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Iowa State University Extension

Iowa likely to follow U.S. trend: Slow decline in manufacturing

Ron Cox

What effect do national manufacturing trends like slow growth, higher prices and layoffs have on Iowa’s manufacturing economy? According to Ron Cox, director of ISU Extension’s Center for Industrial Research and Service (CIRAS), Iowa, as well as the Midwest, “has bucked national trends. But I think it’s catching up with us. The whole U.S. manufacturing economy is starting into a slow down turn, and nobody knows how big it is.”

Cox says key manufacturing indicators suggest that at least for the next two or three months the United States is likely to continue to see a slow down, and Iowa will likely follow that trend.

In July Iowa had 231,800 people working in manufacturing; that number decreased to 230,300 in October — a loss of 1,500 manufacturing jobs in three months, Cox said. “But to put it in perspective, the rest of the Iowa economy grew by 4,500 jobs. Manufacturing is starting to behave in Iowa and the Midwest like it is behaving nationally – a slow decline.”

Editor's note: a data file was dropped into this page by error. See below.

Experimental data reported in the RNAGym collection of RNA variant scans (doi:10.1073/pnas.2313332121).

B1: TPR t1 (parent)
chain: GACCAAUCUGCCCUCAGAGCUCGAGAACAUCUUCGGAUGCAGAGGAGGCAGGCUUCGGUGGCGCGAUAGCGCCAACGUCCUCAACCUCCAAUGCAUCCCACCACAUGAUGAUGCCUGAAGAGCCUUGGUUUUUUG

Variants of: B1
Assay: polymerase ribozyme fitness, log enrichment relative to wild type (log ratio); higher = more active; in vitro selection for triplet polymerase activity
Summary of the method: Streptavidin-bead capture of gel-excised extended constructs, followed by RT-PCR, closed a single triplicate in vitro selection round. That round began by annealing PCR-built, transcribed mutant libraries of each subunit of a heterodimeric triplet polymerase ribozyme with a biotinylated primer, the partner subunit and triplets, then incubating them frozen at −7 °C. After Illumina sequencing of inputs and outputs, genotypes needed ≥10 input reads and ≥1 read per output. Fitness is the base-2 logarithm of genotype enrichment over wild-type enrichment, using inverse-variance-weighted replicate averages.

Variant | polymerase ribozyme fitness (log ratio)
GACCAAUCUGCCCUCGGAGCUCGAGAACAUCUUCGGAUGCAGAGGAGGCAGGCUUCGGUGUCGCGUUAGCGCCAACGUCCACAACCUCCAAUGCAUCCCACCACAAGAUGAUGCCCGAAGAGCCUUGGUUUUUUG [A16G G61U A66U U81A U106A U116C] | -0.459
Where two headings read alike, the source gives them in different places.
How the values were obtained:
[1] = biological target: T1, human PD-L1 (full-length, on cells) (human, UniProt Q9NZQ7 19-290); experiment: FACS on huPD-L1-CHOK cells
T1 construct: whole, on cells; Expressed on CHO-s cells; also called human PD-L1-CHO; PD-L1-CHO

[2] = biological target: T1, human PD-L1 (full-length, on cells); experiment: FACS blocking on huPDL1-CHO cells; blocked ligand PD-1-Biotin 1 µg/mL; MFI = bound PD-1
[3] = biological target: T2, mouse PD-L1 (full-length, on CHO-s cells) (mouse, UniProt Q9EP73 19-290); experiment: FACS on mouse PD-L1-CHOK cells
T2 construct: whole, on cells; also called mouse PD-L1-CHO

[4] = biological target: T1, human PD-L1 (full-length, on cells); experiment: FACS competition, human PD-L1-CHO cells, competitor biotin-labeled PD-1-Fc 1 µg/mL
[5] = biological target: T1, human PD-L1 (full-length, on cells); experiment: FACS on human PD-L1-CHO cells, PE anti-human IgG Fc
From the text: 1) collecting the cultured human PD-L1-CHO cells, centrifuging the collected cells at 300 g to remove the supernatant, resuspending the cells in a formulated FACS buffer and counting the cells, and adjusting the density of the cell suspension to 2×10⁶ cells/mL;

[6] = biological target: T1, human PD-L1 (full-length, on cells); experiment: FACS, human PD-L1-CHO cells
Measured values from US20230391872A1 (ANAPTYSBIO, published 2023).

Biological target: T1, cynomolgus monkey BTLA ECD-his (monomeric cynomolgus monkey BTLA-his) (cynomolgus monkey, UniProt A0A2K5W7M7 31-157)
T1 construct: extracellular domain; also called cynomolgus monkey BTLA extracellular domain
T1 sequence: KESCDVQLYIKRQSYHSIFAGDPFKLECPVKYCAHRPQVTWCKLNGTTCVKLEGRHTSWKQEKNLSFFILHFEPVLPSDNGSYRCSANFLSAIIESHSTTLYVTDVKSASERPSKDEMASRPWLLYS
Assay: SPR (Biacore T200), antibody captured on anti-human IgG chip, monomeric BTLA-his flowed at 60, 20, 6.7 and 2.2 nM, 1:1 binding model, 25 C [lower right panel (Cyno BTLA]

However, Cox said, “If we’re looking for a silver lining, Iowa did not behave like the rest of the country for most of the past year. Although we’ve had this recent decline, we have gained 600 manufacturing employees over the last year.”

In addition, some industries that are important to Iowa — the food industry, the chemical industry, machinery, electrical equipment and appliances, computer and electronic products — are all growing nationally, Cox said. “We have a lot of these industries in Iowa, so hopefully the growth nationally will help us out.”

Visit the CIRAS Web site to listen to Cox’s monthly radio commentary on manufacturing and the economy.

This article appeared in December 2007 -- From Jack Payne Newsletter